Feeds

Stratus re-enters telco biz

Lucent lifts server sales ban

  • alert
  • submit to reddit

Mobile application security vulnerability report

Stratus, the fault tolerant server company, has reached an agreement with beleaguered networking giant Lucent to lift contractual restrictions which prevented it selling its full range of servers to service providers.

Because of this, Stratus Technologies may now directly sell its Continuum 600 and 1200 Series servers, XA/R legacy systems, system upgrades for VOS and FTX-supported applications, and service for these systems to telecommunications customers. These systems are used for operational support systems such as billing data collection.

Restrictions on selling this kit, which arise from a complicated string of business deals, were due to last until the end of February next year.

In 1998 Ascend Communications acquired Stratus Computer expressly for its telecom technology. The enterprise computing business of Stratus was taken private in a management buyout a year later and conditions on its ability to sell into the telco space were imposed at this time. These conditions were subsequently policed by Lucent when it acquired Ascend in 1999.

David Chalmers, technology director EMEA for Stratus Technologies, said that Lucent has decided to move out of the market for telco-orientated servers, as part of a plan to focus its business and stem losses and is no longer seeking to limit Stratus Technologies' business in this area.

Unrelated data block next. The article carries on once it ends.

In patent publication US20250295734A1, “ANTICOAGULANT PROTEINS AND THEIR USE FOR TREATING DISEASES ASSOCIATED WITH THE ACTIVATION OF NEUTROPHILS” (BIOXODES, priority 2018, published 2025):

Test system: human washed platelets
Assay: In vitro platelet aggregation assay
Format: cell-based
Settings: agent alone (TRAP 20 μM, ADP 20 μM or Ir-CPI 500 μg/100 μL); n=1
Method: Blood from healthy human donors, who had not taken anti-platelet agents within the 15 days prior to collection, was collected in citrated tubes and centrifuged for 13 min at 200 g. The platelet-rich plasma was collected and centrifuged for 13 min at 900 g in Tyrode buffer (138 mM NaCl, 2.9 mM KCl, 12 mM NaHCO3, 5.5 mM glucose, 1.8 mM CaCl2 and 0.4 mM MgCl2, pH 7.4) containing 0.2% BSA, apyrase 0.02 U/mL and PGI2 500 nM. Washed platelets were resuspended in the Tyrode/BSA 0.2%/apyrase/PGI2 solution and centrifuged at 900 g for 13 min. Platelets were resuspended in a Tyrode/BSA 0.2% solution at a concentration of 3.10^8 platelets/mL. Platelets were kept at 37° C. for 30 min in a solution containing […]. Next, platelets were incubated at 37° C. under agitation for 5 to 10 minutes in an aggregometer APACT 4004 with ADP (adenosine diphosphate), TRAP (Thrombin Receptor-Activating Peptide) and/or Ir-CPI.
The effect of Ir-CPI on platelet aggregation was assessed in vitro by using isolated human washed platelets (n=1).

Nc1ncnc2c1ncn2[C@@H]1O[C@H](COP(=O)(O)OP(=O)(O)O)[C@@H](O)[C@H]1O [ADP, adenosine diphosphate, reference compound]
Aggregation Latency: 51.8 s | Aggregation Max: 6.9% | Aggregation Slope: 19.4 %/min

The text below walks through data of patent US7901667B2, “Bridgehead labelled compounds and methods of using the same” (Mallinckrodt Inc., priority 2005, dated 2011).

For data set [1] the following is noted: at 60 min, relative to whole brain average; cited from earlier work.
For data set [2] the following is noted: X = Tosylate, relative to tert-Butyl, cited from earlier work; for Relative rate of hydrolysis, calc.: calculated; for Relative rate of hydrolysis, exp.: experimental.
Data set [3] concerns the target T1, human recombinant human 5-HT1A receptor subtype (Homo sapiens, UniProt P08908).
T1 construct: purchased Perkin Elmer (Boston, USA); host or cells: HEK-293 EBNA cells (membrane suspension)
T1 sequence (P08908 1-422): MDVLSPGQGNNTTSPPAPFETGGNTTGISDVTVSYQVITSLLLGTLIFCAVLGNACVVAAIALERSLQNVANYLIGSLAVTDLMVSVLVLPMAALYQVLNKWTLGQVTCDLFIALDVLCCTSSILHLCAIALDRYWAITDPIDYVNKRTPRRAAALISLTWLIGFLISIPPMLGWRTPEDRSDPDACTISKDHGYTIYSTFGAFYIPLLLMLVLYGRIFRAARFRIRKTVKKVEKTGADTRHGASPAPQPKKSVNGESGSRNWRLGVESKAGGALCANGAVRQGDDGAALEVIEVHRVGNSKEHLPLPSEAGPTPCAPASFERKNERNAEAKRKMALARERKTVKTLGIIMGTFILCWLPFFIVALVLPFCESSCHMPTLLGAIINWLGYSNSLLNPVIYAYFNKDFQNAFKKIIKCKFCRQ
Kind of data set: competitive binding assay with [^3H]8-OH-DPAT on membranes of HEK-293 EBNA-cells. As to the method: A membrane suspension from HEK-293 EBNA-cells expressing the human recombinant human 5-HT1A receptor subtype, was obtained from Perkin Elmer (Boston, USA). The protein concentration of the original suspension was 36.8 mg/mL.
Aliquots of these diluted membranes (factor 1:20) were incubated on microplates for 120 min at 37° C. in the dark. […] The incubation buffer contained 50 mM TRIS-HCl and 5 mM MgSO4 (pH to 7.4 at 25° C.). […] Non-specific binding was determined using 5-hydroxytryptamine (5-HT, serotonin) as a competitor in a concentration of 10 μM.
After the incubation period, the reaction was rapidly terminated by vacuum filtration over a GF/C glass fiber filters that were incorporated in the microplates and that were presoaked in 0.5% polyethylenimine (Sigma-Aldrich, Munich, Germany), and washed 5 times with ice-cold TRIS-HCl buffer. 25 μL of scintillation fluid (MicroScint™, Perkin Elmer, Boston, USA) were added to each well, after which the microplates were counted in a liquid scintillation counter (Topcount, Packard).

A block on Stratus Technologies' ability to sell its family of fault-tolerant Windows 2000 servers, called ftServer, to the telecommunications marketplace were lifted in February this year according to the original timetable set at the time of the management buy-out. ®

Related Stories

Stratus in road to Damascus scenario
Compaq, Intel buy into Stratus
Ascend unveils telco-oriented data gateway...
Lucent to restate sales and cut 10,000 jobs

The Power of One Brief: Top reasons to choose HP BladeSystem

More from The Register

next story
Stick a 4K in them: Super high-res TVs are DONE
4,000 pixels is niche now... Don't say we didn't warn you
BBC goes offline in MASSIVE COCKUP: Stephen Fry partly muzzled
Auntie tight-lipped as major outage rolls on
iPad? More like iFAD: We reveal why Apple fell into IBM's arms
But never fear fanbois, you're still lapping up iPhones, Macs
Philip K Dick 'Nazi alternate reality' story to be made into TV series
Amazon Studios, Ridley Scott firm to produce The Man in the High Castle
Amazon Reveals One Weird Trick: A Loss On Almost $20bn In Sales
Investors really hate it: Share price plunge as growth SLOWS in key AWS division
Bose says today is F*** With Dre Day: Beats sued in patent battle
Music gear giant seeks some of that sweet, sweet Apple pie
There's NOTHING on TV in Europe – American video DOMINATES
Even France's mega subsidies don't stop US content onslaught
You! Pirate! Stop pirating, or we shall admonish you politely. Repeatedly, if necessary
And we shall go about telling people you smell. No, not really
Too many IT conferences to cover? MICROSOFT to the RESCUE!
Yet more word of cuts emerges from Redmond
prev story

Whitepapers

Designing a Defense for Mobile Applications
Learn about the various considerations for defending mobile applications - from the application architecture itself to the myriad testing technologies.
Implementing global e-invoicing with guaranteed legal certainty
Explaining the role local tax compliance plays in successful supply chain management and e-business and how leading global brands are addressing this.
Top 8 considerations to enable and simplify mobility
In this whitepaper learn how to successfully add mobile capabilities simply and cost effectively.
Seven Steps to Software Security
Seven practical steps you can begin to take today to secure your applications and prevent the damages a successful cyber-attack can cause.
Boost IT visibility and business value
How building a great service catalog relieves pressure points and demonstrates the value of IT service management.